COMING CLEAN: Diet Cleanup: Cutting Back on Sugar

Do you like pie at Thanksgiving? Me, too! And I’ve got half an apple pie in my refrigerator if you want to stop by and pick it up. Seriously, come take it away. I can eat turkey for days, but I’m all sugared out. Or, at least I thought so. The sugar in sweets seems… Read more »

Do you like pie at Thanksgiving? Me, too! And I’ve got half an apple pie in my refrigerator if you want to stop by and pick it up.

Seriously, come take it away. I can eat turkey for days, but I’m all sugared out.

Or, at least I thought so. The sugar in sweets seems obvious, but then I started to examine the other sources of sugar in my diet — even those that were naturally occurring were surprisingly high.

  • My daily banana: about 14 grams
  • The “splash” of coconut creamer in my morning coffee: 4 grams in 1 tablespoon (I’m partial to So Delicious’s French Vanilla flavor; original has 1 gram; both contain carrageenan, which can cause digestive upset in some people)
  • Store-made sesame dressing @ the salad bar: maybe 6 to 10 grams per 2 tablespoons, but this can vary greatly. Back to olive oil and lemon juice!
  • California roll from Hissho Sushi for $5 sushi Wednesdays at Lunds: They don’t list sugars in their nutrition chart, but consider the 56 grams of carbohydrates, many of which come from the white rice and convert to sugar in the body. And since I get maki, I’m eating a lot of rice. Brown rice sushi is a better option, or better yet, sashimi. OR! A filet of broiled salmon with some tamari.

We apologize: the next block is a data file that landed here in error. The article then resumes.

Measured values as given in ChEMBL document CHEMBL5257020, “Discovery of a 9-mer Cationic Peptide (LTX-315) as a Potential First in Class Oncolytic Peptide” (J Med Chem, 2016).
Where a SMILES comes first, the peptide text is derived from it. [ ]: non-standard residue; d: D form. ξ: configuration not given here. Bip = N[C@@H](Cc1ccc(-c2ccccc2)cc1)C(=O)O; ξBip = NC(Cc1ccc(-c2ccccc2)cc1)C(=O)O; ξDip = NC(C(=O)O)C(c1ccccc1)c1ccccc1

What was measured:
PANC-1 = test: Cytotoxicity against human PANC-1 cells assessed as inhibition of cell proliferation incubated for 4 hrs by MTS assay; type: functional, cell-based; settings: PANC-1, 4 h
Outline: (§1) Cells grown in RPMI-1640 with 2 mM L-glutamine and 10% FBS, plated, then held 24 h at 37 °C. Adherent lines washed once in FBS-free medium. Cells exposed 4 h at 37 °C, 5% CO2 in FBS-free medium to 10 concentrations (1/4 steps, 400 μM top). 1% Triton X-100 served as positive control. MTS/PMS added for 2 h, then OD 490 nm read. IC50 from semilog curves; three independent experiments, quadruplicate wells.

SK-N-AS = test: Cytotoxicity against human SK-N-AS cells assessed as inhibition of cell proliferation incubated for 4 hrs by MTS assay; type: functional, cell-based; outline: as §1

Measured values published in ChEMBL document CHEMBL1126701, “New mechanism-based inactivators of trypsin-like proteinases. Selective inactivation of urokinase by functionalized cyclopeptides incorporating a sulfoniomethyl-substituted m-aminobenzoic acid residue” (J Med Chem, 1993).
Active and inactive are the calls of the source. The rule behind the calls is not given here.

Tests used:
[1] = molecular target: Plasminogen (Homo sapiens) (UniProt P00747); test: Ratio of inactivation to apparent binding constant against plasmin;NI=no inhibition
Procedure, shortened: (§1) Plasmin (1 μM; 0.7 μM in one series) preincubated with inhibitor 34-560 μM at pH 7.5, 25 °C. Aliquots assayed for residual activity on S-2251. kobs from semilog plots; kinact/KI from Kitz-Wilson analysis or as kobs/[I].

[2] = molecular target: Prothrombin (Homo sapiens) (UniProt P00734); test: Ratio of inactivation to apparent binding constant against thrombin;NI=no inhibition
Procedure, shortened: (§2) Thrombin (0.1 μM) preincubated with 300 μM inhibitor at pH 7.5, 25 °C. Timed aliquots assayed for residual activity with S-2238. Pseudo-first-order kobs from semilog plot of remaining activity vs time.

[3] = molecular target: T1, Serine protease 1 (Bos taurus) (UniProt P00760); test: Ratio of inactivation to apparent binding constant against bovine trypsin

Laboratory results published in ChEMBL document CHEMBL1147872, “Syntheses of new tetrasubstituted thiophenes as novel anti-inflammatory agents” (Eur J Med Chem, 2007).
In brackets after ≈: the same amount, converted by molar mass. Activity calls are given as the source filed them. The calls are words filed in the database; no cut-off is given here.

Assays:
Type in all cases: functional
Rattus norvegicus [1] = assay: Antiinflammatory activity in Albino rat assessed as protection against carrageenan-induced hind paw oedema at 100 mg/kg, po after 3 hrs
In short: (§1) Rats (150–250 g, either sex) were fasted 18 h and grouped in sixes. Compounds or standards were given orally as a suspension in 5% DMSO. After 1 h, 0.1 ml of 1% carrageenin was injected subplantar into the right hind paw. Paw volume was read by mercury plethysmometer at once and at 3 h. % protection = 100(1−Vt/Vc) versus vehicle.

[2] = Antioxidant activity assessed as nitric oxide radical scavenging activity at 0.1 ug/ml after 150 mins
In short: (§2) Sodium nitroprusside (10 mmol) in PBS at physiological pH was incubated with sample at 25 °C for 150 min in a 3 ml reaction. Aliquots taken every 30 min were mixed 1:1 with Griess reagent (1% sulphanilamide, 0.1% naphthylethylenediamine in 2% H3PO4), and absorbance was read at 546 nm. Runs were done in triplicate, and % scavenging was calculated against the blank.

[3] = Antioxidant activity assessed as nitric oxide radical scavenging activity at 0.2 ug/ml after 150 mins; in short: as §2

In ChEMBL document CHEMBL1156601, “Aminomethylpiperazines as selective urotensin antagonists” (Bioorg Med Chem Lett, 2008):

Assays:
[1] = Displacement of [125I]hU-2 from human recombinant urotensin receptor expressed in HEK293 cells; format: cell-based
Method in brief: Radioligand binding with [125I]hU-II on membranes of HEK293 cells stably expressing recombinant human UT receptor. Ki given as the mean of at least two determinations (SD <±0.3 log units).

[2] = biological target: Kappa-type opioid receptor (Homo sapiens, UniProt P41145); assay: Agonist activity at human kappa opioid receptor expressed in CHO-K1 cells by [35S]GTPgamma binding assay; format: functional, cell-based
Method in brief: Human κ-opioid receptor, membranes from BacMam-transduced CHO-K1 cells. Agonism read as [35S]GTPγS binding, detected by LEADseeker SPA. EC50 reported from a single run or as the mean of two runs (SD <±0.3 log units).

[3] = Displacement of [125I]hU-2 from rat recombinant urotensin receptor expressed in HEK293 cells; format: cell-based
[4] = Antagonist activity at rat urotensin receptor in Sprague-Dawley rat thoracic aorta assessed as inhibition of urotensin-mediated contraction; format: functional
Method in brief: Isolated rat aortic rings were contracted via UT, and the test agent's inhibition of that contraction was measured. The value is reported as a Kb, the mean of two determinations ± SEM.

Then there’s the not-so-surprising sources, like the sugars found in flours, or the honey that I add to my tea.

So how on earth will I cut back during the heaviest treat season of the year? I’m not jazzed about cutting sugar cold turkey, but some experts suggest it’s the best plan of action. I’ve had a lot of success with detoxes in the past, so I’m switching to a detox-esque plan every day, with a few allowances for celebratory beverages and treats.

One of the best tips I’ve read: Fill up on more healthy foods and they’ll push out the not-so-healthy foods.

And where I start is delicious: adding in more healthy fats.

Because, as science has recently proven (and we’ve discussed in the magazine for years, especially when it comes to fears over cholesterol), eating fat doesn’t necessarily make you fat. Go ahead and enjoy your olive and coconut oils! (And read more on oils in our article here.)

It’s Step 1. More healthy fats.

And, you know, it’s only day 1, but I’m feeling a bit calmer, and my sugar craving hasn’t beckoned today.

I’ll keep you posted on my progress, and share Step 2 in a few days.

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